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Tiresias: The Ancient Mediterranean Religions Source Database

Vergil, Aeneis, 4.508

effigiemque toro locat, haud ignara futuri.She with averted eyes and glance that rolled

Intertexts (texts cited often on the same page as the searched text):

8 results
1. Homer, Iliad, 23 (8th cent. BCE - 7th cent. BCE)

2. Homer, Odyssey, 8 (8th cent. BCE - 7th cent. BCE)

3. Strabo, Geography, 5.3.7 (1st cent. BCE - 1st cent. BCE)

5.3.7. In the interior, the first city above Ostia is Rome; it is the only city built on the Tiber. It has been remarked above, that its position was fixed, not by choice, but necessity; to this must be added, that those who afterwards enlarged it, were not at liberty to select a better site, being prevented by what was already built. The first [kings] fortified the Capitol, the Palatium, and the Collis Quirinalis, which was so easy of access, that when Titus Tatius came to avenge the rape of the [Sabine] virgins, he took it on the first assault. Ancus Marcius, who added Mount Caelius and the Aventine Mount with the intermediate plain, separated as these places were both from each other and from what had been formerly fortified, was compelled to do this of necessity; since he did not consider it proper to leave outside his walls, heights so well protected by nature, to whomsoever might have a mind to fortify themselves upon them, while at the same time he was not capable of enclosing the whole as far as Mount Quirinus. Servius perceived this defect, and added the Esquiline and Viminal hills. As these were both of easy access from without, a deep trench was dug outside them and the earth thrown up on the inside, thus forming a terrace of 6 stadia in length along the inner side of the trench. This terrace he surmounted with a wall flanked with towers, and extending from the Colline to the Esquiline gate. Midway along the terrace is a third gate, named after the Viminal hill. Such is the Roman rampart, which seems to stand in need of other ramparts itself. But it seems to me that the first [founders] were of opinion, both in regard to themselves and their successors, that Romans had to depend not on fortifications, but on arms and their individual valour, both for safety and for wealth, and that walls were not a defence to men, but men were a defence to walls. At the period of its commencement, when the large and fertile districts surrounding the city belonged to others, and while it lay easily open to assault, there was nothing in its position which could be looked upon as favourable; but when by valour and labour these districts became its own, there succeeded a tide of prosperity surpassing the advantages of every other place. Thus, notwithstanding the prodigious increase of the city, there has been plenty of food, and also of wood and stone for ceaseless building, rendered necessary by the falling down of houses, and on account of conflagrations, and of the sales, which seem never to cease. These sales are a kind of voluntary falling down of houses, each owner knocking down and rebuilding one part or another, according to his individual taste. For these purposes the numerous quarries, the forests, and the rivers which convey the materials, offer wonderful facilities. of these rivers, the first is the Teverone, which flows from Alba, a city of the Latins near to the country of the Marsi, and from thence through the plain below this [city], till it unites with the Tiber. After this come the Nera (Nar) and the Timia, which passing through Ombrica fall into the Tiber, and the Chiana, which flows through Tyrrhenia and the territory of Clusiumn. Augustus Caesar endeavoured to avert from the city damages of the kind alluded to, and instituted a company of freedmen, who should be ready to lend their assistance in cases of conflagration; whilst, as a preventive against the falling of houses, he decreed that all new buildings should not be carried so high as formerly, and that those erected along the public ways should not exceed seventy feet in height. But these improvements must have ceased only for the facilities afforded by the quarries, the forests, and the ease of transport.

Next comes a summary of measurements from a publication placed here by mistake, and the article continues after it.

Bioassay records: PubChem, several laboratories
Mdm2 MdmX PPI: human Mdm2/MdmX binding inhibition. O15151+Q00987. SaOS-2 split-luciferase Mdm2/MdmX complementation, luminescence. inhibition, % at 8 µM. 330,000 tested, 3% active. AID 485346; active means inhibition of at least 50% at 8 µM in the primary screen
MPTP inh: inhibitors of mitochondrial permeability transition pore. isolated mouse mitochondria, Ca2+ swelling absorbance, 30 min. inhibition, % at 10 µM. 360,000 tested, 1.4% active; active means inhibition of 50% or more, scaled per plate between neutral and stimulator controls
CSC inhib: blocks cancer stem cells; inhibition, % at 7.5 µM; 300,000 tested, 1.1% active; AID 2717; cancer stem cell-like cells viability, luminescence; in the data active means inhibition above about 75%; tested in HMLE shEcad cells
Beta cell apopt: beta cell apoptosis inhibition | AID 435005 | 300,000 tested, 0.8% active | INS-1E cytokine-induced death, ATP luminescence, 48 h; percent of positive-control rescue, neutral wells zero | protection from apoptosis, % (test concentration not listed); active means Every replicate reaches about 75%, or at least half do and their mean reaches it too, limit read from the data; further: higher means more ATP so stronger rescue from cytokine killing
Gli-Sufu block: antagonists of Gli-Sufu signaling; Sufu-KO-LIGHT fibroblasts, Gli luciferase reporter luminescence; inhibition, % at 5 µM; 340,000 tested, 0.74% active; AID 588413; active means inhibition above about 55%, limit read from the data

4. Vergil, Aeneis, 1.297-1.304, 1.335-1.371, 1.494-1.756, 4.1-4.59, 4.65-4.128, 4.133, 4.138-4.139, 4.141-4.150, 4.155-4.298, 4.300-4.400, 4.402-4.507, 4.509-4.705, 5.66-5.69, 5.114-5.484, 6.450-6.474 (1st cent. BCE - 1st cent. BCE)